"The fields are frozen," Sykes pointed out the obvious. "So the birds have to thaw the feed before they eat it. That's why they lay on it first, to warm it up with their bodies then back up and eat." Hence, the resting decoys among the feeders.
"About that waterfowl prayer..." I reminded Sykes. "Let's do that early this time."
"Lord, forgive us for the..."
Out over a line of trees, 400 yards away, a ragged V of birds appeared, low and raucous on their morning feeding flight. We eased down behind the walls of the blind, pulled hats low over our eyes and listened as Sykes offered up a greeting call as if in entreaty. The birds turned in for a look then kept flying. We watched them land in the next field.
Another wave of geese was on the tree line. Four of them. These passed low as Sykes switched to a feeding moan. Behind us now, they tipped and turned. Slowing, they spread their wings and dropped into the decoys. We held our fire as another group swung in behind, landing gear down. "Now, boys. Take 'em."
We let the birds on the ground go and picked out geese from the flock off our left shoulders as they turned to present against the sky in front. ‘Pick one out,' I told myself, Fourth one back. ‘Squeeze, follow through.' Sykes's gun thumped and my 20-gauge was drowned in the sound of Matt's 3-1/2-inch 12-gauge loads. Parker swung Charlene and picked out a goose. Bill swung his camera.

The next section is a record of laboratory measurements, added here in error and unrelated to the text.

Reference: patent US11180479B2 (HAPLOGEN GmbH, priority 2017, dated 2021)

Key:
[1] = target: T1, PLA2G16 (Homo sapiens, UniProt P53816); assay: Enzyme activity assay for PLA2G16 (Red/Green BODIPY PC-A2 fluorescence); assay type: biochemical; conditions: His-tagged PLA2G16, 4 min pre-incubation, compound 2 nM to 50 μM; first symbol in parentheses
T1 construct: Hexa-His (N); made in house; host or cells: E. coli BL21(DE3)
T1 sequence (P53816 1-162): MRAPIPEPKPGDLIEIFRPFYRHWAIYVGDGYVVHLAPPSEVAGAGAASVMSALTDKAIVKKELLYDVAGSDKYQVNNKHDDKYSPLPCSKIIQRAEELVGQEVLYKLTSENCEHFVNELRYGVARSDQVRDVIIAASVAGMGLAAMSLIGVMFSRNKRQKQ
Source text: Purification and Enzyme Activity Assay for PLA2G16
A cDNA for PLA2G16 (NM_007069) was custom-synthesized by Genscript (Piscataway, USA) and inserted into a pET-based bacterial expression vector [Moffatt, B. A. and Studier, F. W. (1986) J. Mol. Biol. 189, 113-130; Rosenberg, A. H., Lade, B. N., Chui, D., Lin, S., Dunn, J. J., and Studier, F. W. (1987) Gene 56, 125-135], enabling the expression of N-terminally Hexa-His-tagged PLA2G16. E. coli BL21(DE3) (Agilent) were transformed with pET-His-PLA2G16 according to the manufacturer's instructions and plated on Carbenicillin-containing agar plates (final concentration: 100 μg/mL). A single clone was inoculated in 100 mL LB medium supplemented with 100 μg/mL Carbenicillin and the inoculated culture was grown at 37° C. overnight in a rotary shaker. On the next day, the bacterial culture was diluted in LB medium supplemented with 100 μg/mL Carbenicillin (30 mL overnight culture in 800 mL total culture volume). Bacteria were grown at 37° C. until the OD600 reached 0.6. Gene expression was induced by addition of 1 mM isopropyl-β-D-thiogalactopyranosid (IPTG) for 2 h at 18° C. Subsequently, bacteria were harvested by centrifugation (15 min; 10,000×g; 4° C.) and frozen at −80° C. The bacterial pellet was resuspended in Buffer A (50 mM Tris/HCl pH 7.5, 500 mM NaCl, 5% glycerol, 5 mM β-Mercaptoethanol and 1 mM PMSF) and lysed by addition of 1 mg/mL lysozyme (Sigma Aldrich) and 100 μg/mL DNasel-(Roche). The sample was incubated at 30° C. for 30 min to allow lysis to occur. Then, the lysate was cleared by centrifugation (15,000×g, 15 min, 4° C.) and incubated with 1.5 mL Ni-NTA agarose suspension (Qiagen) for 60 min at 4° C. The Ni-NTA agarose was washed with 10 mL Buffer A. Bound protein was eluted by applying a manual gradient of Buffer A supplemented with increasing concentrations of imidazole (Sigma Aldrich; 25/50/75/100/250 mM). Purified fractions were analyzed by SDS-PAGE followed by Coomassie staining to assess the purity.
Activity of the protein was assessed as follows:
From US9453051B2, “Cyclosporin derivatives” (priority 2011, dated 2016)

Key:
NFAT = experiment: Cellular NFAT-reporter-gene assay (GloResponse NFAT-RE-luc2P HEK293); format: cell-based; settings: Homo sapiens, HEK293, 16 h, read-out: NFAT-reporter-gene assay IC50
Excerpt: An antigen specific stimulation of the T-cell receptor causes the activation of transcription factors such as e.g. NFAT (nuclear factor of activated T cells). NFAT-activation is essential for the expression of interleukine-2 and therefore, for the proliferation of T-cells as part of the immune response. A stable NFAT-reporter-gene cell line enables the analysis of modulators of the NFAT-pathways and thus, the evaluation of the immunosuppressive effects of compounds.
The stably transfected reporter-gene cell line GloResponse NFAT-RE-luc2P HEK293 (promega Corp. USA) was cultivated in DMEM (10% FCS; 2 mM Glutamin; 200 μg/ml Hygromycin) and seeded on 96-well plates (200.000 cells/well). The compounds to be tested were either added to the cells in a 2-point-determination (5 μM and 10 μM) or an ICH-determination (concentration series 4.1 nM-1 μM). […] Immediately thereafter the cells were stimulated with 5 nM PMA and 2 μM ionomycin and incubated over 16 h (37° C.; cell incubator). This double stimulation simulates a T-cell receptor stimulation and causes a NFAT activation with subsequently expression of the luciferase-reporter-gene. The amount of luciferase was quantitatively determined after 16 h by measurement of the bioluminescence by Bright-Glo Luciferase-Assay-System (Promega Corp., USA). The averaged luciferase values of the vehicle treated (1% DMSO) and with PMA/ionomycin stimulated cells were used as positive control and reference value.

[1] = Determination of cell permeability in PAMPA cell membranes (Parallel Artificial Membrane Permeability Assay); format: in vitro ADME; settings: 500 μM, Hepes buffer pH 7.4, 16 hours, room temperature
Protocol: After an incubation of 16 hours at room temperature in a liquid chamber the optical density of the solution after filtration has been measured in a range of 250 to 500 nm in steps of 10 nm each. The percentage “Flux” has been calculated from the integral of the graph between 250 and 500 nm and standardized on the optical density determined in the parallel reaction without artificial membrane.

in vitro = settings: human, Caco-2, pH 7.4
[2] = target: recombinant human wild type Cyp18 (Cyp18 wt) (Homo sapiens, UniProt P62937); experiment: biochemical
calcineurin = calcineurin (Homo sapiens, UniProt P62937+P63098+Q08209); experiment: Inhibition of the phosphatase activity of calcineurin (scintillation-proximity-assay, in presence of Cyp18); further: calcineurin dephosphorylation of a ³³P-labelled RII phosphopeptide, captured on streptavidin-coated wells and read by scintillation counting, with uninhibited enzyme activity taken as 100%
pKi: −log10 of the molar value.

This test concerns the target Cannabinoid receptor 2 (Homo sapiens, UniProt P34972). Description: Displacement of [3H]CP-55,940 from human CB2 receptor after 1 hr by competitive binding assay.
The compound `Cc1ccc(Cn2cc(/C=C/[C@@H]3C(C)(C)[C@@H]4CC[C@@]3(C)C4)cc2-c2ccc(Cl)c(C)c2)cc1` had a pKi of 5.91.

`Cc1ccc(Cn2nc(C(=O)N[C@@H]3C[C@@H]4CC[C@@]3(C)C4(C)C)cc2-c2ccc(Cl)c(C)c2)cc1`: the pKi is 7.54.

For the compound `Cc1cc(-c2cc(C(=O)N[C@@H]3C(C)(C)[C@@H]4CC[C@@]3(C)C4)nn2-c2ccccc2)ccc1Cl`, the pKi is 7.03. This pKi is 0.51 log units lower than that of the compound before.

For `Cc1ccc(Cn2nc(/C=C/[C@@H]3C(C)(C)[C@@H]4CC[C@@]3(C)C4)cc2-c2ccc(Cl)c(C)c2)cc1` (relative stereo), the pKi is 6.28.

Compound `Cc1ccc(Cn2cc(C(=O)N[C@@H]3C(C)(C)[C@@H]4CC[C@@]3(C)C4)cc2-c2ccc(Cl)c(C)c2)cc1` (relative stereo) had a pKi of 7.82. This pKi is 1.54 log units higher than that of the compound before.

Four honkers folded and Sykes and Parker went forth to retrieve.
Another wave of geese swept by, tipping in for a look. Taking note of the two-leggers dashing among their plastic brethren, they towered and turned.
To the north, a flock of 60-some honkers beat by, visible against the tops of the pines. Sykes swiveled and pointed. "There. You see it? There's a snow goose in the middle of all those Canadians."
Singles and pairs drifted in and inspected our flock. We let them look. Parker scanned the skyline and called out approaching birds.
High above, a flock passed and then began a long, slow turn and descent. "Keep your heads down, don't even look," Sykes warned. He watched from below the rim of his hat and tolled softly on his short reed call.
The birds, behind us now, made their final approach off our left shoulders, wings wide, feet down. "Take ‘em. Take ‘em. Take ‘em."
Like ponderous aircraft, the birds changed direction. It all seemed to happen in slow motion, 20 yards out. I picked a bird out, while 12 gauges thumped on either side.
Our harvest of five birds lost momentum and tumbled, while the rest of the flock climbed out of range. We picked up our trophies and collected the decoys, while two more groups of birds tried to land on our heads.
Goose hunting will continue through January, February and into March in some areas. Check the Bird Hunting Regulations for details. To control populations and curtail damage to golf courses and crops, the limits are liberal.
For adrenaline-laced anticipation in camouflage, I know no better place than a stubble field blind and no better time to procure the main ingredients to a goose dinner than right now.
If you see Sykes you might ask him to repeat the waterfowl prayer for you. But be sure you do it outside.